Identify Obesity and Adiposity-Related CKD Subgroups and Metabolites: Findings from the Chronic Renal Insufficiency Cohort (CRIC) Study
PresenterFlash Talk Presenter
Zihe Zheng is a clinical epidemiologist specialized in the area of chronic kidney disease (CKD) risk factors, pathophysiology, disease complications, and risk prediction. Zheng's research focuses on applying machine learning algorithm to clinical and "omics" data in identifing CKD patients subgroups and novel biomarkers that help to explain disease mechanism and to build new prediction model. Zheng has been hornored with the Ruth L. Kirschstein National Research Service Award (NRSA) Predoctoral Fellowship Award (F31) in supporting the PhD dissertation work.
Obesity/adiposity perturbs the plasma metabolome, as does chronic kidney disease (CKD). Understanding the complex relationships across CKD patient sub-phenotypes, obesity, and the metabolome may shed light on finding novel risk factors and the mechanisms for CKD progression.
Among 1,529 participants in the CRIC Study for whom metabolomics data (Broad Institute) were generated, we first applied consensus clustering with K-means on 20 baseline clinical adiposity-obesity-related attributes to identify patient subgroups. We individually examined the association of 634 known metabolites with the identified subgroups using separate multivariable linear models. Finally, we used Cox model to examine the prospective associations of the adiposity-obesity subgroups with six clinical endpoints.
We identified three distinct adiposity-obesity-related CKD subgroups: Subgroup 1 (N=708) with relatively lower prevalence of diabetes and preferable obesity profiles, Subgroup 2 (N=464) with relatively high prevalence of uncontrolled diabetes, and Subgroup 3 (N=357) with low HDL level, relatively high prevalence of diabetes, and less preferable obesity profiles. Among the 634 known metabolites, 179 were significantly associated with CKD subgroups at Bonferroni-adjusted p<7.9×10-5. Survival analyses showed that compared to Subgroup 1, Subgroup 2 had the highest risk for CKD progression and ESKD, while Subgroup 3 had the highest risk for the composite CVD outcome.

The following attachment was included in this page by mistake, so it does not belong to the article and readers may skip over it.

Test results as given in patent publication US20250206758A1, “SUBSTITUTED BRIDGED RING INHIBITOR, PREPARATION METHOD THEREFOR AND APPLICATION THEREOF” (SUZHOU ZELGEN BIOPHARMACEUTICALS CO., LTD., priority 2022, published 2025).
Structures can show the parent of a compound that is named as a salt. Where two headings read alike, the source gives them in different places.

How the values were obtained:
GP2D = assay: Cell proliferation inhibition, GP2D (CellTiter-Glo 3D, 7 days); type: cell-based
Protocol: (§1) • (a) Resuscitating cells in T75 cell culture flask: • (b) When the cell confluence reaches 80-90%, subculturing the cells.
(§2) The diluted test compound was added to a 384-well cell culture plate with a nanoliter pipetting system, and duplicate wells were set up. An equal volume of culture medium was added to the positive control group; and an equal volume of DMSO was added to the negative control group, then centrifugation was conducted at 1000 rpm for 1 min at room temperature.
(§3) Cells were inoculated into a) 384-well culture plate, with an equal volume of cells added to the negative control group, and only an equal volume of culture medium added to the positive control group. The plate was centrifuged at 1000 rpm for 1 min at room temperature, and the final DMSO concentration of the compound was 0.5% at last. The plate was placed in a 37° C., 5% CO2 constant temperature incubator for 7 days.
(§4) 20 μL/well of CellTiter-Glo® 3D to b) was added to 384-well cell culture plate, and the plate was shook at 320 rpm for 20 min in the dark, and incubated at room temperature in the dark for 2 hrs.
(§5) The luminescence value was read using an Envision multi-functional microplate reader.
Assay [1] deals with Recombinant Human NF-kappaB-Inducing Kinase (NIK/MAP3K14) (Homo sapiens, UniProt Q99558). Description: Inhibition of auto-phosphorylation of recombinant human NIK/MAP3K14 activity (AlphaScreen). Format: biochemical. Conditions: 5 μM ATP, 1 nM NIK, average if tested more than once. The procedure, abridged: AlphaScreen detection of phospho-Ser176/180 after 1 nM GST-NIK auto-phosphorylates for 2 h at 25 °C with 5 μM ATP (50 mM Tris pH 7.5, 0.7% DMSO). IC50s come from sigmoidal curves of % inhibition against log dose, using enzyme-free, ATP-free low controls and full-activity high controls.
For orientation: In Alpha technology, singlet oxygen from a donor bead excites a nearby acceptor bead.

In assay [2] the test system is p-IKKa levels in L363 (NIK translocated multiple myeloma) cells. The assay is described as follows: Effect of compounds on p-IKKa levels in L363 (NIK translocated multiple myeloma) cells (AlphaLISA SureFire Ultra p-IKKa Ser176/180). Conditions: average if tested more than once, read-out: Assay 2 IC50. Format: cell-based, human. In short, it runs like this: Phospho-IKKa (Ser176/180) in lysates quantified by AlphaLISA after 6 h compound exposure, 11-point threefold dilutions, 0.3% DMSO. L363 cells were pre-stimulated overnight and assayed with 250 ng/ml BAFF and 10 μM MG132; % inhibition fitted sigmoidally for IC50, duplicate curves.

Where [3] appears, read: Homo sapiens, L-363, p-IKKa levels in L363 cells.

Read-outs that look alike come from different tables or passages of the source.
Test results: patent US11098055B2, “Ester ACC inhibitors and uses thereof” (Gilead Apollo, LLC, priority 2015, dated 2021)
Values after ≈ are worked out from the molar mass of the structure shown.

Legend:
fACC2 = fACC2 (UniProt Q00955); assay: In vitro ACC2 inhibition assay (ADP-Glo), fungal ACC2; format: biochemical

With consensus clustering and metabolomics analysis, we discovered three distinct adiposity-obesity-related subgroups of CKD patients that were associated with numerous metabolites and different risks of clinical endpoints. Novel biomarkers that co-segregate with different patient subgroups could reveal new insights into the obesity related biology of CKD.
KeywordsPatients heterogeneity, CKD, obesity, adiposity, clustering analysis, metabolomics, survival analysis, ESKD, CVD, death
Commenting is now closed.
To understand health and disease today, we need new thinking and novel science —the kind we create when multiple disciplines work together from the ground up. That is why this department has put forward a bold vision in population-health science: a single academic home for biostatistics, epidemiology and informatics. LEARN MORE ABOUT US